Survey: More US homes go landline-free

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More than 4 in 10 American homes are landline phone-free and relying exclusively on cellphone service, according to a government survey released Tuesday.

That’s an increase over recent years, yet the growth of cellphone-only households might be slowing over time, the Centers for Disease Control and Prevention concluded.

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The CDC has been mapping cellphone usage for years. The new analysis covered the last six months of 2013.

Last year, the percentage of cellphone-only households rose by only about 3 percent, compared with 5 percent growth from 2009-2010.

The 41 percent of households without a landline telephone account for nearly 93 million adults and almost 35 million children across the country.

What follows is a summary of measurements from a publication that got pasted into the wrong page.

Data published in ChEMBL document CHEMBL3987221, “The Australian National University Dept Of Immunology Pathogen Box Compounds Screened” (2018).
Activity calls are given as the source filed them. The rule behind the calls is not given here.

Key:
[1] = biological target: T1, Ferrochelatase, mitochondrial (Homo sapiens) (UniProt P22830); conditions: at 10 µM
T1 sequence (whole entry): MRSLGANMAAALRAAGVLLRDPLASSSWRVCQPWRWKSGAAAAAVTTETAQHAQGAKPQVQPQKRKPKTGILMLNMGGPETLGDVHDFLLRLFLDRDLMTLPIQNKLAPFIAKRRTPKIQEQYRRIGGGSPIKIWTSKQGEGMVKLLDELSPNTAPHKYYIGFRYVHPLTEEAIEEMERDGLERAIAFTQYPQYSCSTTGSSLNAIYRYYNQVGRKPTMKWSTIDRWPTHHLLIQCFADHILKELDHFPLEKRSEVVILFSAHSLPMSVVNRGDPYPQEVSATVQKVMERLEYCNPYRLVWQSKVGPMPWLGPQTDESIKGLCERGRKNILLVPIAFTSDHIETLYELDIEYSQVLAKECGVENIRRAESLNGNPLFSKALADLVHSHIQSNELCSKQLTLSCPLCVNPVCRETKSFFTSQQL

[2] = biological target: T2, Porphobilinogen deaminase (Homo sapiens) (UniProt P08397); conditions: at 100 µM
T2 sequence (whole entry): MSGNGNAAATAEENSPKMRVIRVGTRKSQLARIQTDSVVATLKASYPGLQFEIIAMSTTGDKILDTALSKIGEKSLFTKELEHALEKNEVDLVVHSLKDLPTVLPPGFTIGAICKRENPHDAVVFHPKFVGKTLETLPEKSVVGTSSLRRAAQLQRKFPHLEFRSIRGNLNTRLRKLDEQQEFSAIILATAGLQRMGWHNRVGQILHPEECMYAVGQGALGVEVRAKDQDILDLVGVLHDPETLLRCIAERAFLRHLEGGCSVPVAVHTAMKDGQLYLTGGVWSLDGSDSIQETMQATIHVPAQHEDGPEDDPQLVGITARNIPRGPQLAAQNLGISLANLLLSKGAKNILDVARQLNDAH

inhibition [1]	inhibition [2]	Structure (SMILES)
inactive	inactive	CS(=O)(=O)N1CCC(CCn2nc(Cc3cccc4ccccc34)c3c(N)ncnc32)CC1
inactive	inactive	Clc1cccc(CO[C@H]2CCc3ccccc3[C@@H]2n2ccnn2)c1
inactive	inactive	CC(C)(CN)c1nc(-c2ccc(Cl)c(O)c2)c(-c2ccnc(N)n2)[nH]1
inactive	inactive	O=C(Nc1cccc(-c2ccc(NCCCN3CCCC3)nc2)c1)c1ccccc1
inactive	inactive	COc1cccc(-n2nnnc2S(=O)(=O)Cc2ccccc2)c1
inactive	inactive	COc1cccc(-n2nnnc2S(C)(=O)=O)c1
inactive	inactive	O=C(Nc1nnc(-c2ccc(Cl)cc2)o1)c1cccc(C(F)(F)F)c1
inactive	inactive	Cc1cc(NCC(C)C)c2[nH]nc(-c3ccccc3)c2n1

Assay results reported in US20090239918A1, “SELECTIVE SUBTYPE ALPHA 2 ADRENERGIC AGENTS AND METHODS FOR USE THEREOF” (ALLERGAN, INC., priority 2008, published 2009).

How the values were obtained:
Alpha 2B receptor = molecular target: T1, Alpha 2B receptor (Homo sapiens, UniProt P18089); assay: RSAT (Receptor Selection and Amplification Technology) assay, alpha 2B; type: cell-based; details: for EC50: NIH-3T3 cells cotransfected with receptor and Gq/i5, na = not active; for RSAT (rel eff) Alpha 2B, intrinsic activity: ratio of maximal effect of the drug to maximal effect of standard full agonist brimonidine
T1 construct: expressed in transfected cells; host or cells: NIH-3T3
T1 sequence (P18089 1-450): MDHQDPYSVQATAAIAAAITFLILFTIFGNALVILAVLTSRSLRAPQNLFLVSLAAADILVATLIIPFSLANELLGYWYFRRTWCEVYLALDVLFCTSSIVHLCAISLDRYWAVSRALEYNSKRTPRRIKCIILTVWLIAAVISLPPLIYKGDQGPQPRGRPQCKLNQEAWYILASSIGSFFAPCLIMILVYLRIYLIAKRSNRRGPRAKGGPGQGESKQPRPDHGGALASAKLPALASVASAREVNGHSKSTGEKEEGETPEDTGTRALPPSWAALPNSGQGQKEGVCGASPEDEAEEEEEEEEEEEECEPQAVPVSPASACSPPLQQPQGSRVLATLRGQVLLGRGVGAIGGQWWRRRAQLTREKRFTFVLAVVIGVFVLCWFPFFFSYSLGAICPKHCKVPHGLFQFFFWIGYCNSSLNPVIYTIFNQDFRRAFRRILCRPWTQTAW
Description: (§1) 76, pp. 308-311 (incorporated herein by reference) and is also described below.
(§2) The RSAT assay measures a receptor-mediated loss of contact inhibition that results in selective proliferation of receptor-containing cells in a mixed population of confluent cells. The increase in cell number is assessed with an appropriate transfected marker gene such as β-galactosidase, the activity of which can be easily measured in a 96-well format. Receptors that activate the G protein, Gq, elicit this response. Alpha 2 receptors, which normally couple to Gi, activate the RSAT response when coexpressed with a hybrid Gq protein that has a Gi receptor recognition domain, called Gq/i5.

People under 30, houses with several unrelated roommates, poorer residents and Hispanic people were more likely to be relying solely on their cellphones.

Nearly 9 percent of American households had only landline service, without wireless access.

Among households with both landline and cellphones, about a third said that all or nearly all of their calls came in through their cellphones.

That could be an indication that many people are sticking with the traditional landline phones out of comfort or as part of a “bundle” through a company like Verizon or Comcast, which sell landline service in a package along with cable TV and high-speed Internet.

Those bundles have been a point of contention on Capitol Hill, where some lawmakers have accused the cable companies of playing up the packaged deals when consumers might just want one or two services.

Still, some homes have no phone service at all. That number has remained relatively constant at about 2.5 percent, the CDC found, which works out to about 5 million adults and nearly 2 million children.